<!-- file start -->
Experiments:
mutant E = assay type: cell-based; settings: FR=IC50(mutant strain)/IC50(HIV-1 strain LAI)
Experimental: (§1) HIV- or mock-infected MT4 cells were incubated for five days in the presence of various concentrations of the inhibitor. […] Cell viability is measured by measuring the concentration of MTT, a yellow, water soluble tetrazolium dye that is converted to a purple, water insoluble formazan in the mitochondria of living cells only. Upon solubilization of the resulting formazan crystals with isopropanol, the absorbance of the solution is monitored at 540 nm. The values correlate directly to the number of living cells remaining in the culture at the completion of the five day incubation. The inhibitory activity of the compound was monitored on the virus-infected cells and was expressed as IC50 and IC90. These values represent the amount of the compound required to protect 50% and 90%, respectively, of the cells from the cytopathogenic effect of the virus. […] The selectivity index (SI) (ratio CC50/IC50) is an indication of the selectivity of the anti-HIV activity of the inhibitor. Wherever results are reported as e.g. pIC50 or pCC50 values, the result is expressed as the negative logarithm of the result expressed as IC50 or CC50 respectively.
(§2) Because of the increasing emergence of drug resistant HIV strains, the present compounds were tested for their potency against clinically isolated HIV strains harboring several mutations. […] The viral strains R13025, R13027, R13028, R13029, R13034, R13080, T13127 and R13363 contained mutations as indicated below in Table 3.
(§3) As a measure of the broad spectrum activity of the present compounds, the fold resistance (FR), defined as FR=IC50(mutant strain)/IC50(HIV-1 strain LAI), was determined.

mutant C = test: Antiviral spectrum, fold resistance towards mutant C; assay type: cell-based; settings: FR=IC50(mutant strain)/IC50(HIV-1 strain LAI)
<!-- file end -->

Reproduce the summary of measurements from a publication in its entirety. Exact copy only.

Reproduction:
Experiments:
mutant E = assay type: cell-based; settings: FR=IC50(mutant strain)/IC50(HIV-1 strain LAI)
Experimental: (§1) HIV- or mock-infected MT4 cells were incubated for five days in the presence of various concentrations of the inhibitor. […] Cell viability is measured by measuring the concentration of MTT, a yellow, water soluble tetrazolium dye that is converted to a purple, water insoluble formazan in the mitochondria of living cells only. Upon solubilization of the resulting formazan crystals with isopropanol, the absorbance of the solution is monitored at 540 nm. The values correlate directly to the number of living cells remaining in the culture at the completion of the five day incubation. The inhibitory activity of the compound was monitored on the virus-infected cells and was expressed as IC50 and IC90. These values represent the amount of the compound required to protect 50% and 90%, respectively, of the cells from the cytopathogenic effect of the virus. […] The selectivity index (SI) (ratio CC50/IC50) is an indication of the selectivity of the anti-HIV activity of the inhibitor. Wherever results are reported as e.g. pIC50 or pCC50 values, the result is expressed as the negative logarithm of the result expressed as IC50 or CC50 respectively.
(§2) Because of the increasing emergence of drug resistant HIV strains, the present compounds were tested for their potency against clinically isolated HIV strains harboring several mutations. […] The viral strains R13025, R13027, R13028, R13029, R13034, R13080, T13127 and R13363 contained mutations as indicated below in Table 3.
(§3) As a measure of the broad spectrum activity of the present compounds, the fold resistance (FR), defined as FR=IC50(mutant strain)/IC50(HIV-1 strain LAI), was determined.

mutant C = test: Antiviral spectrum, fold resistance towards mutant C; assay type: cell-based; settings: FR=IC50(mutant strain)/IC50(HIV-1 strain LAI)